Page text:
When I first joined Goodreads I absolutely loved reviewing books. Oh you want my unfiltered opinion on how much this book meant to me? I will provide you with a one page long list of everything amazing full with exclamation marks and all caps letters!
But then I started to realise that reviews needed a certain structure. I couldn’t just say I LOVE IT SO YOU SHOULD READ IT and expect that to stand as a review. And that’s fine. My reviews evolved into me talking about the characters and the plot-line and diversity and I’m currently extremely pleased with my structure of book reviews on my blog. I also came across tons of super well-written reviews with in-depth discussion of themes and metaphors. And I truly commend people who dive so deep into a book and take out the time to do that.
But what I hate is when people expect that from me.
And when I mean me I’m talking about avid bookworms, especially English or Literature majors.
As a prospective English major people expect certain things from me, most of which are stereotypical. No I don’t sprout poetry, in fact I don’t even like poetry. No, I don’t like Paradise Lost, I was half-asleep when I tried to read it and no I certainly haven’t read all the classics.
But what’s worse is when I’m expected to hold long and deep discussions about the books I read. People automatically assume that I have well-developed critical thought and analyses of a book.
Let’s get one thing straight, I despise having to critically analyse every single text I read.
I get to do exactly that in all of my English classes. Is it fun? Sometimes. Do I want to do it with every book I come across? Hell no.
Critical analysis is not an easy thing and neither does it come naturally to me. I’m not the kind of readers who bookmarks important lines and goes over paragraphs to extract their complete essence. I’m the reader who gets engrossed with the characters and stories and gets lost in the world-building to the point. I keep forgetting the little details, let alone remembering to make connections between things that were mentioned fifty pages apart. As a reader, I’m a mess. I read to enjoy myself, to discover something new.
And I never analyse a book outside of class because for me, that’s a burden.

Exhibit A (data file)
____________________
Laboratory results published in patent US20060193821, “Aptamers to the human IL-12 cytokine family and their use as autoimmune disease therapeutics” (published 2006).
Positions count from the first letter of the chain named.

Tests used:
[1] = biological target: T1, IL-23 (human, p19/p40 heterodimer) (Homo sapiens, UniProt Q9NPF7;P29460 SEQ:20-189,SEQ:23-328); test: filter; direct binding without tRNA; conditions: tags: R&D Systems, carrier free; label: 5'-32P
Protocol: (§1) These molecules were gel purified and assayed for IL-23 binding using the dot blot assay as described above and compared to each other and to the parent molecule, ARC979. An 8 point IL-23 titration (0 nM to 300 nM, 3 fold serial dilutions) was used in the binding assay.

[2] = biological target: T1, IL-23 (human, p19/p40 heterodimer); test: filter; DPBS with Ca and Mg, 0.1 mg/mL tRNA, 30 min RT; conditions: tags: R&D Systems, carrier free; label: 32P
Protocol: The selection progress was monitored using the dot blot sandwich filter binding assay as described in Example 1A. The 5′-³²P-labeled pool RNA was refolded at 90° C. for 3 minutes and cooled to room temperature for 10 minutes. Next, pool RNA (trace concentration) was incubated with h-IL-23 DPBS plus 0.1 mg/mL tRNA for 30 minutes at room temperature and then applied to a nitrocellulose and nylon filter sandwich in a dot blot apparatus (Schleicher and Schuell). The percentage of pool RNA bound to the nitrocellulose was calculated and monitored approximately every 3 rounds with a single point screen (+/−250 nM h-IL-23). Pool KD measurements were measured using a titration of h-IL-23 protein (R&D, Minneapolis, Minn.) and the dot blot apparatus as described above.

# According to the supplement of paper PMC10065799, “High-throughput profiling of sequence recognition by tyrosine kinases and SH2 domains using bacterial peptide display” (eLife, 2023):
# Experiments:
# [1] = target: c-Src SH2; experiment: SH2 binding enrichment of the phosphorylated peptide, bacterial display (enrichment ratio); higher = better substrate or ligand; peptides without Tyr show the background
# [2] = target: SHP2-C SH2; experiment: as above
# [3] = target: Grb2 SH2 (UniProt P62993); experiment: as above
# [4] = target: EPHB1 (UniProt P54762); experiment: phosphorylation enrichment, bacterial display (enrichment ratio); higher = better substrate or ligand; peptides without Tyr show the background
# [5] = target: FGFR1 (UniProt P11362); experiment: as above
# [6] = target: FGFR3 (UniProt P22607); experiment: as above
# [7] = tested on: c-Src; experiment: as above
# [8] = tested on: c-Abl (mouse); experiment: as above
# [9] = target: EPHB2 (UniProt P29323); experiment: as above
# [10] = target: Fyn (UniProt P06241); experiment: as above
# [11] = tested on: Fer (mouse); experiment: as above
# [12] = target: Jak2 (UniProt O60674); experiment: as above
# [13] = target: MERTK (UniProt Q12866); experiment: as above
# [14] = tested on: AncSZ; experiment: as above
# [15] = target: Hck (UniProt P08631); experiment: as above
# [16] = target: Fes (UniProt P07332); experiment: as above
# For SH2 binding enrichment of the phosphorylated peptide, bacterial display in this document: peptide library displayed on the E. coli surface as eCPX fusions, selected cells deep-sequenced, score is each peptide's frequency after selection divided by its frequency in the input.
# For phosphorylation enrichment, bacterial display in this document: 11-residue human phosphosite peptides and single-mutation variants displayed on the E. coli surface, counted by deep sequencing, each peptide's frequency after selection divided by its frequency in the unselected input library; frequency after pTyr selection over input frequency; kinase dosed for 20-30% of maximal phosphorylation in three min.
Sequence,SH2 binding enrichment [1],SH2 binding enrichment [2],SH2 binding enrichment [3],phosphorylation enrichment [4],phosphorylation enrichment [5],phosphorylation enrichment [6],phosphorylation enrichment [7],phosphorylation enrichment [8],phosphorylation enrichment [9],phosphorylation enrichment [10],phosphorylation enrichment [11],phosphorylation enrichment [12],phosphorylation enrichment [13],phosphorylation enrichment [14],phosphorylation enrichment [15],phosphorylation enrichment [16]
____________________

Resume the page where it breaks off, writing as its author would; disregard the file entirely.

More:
Once in high-school I was supposed to go for a literary contest and my friend and I had chosen a well-written thriller to dissect and speak about. I loved that book. It was my first book by Linwood Barclay and I was so excited to talk about it. But by the time we were done with our essay I was disappointed. The book I was in love with two days ago felt sub-par at best. I didn’t see the spark anymore. There was nothing hugely problematic about the book but it just wasn’t as well-written or satisfying as I had originally thought.
Was it possible that I had been too excited? Maybe. But one thing I learnt that day was that writing in-depth analysis for books or reading them with an eye to criticize ruins the experience for me.
There will always be some exceptions to that rule but it helps me separate literature class from reading for fun. My first semester was heavy on required readings and I felt so drained that the mere thought of picking up even a YA contemporary novel sounded like a chore.
Reading is a hobby that I treasure and the fact that it’s not compulsory fro me to present a thesis about the books I read in my own time is largely why I enjoy reading. This is part of the reason why I don’t look forward to writing incredibly long book reviews or any reviews for the matter of fact. Literature can be harsh. English classes and professors don’t want us to read just to pass time and I’m aware that by the time I get my degree many books will be ruined for me. And this might not be the case for many others. You do you, read and review books however you want to.
But I have a right to read for pleasure and not obsess over what a book represents and I will defend that right, even in the snob circles of the bookish community.
Do you like analyzing books?
How do you like to review books? Or do you just not write reviews?
What do you do if reading starts to feel like a chore?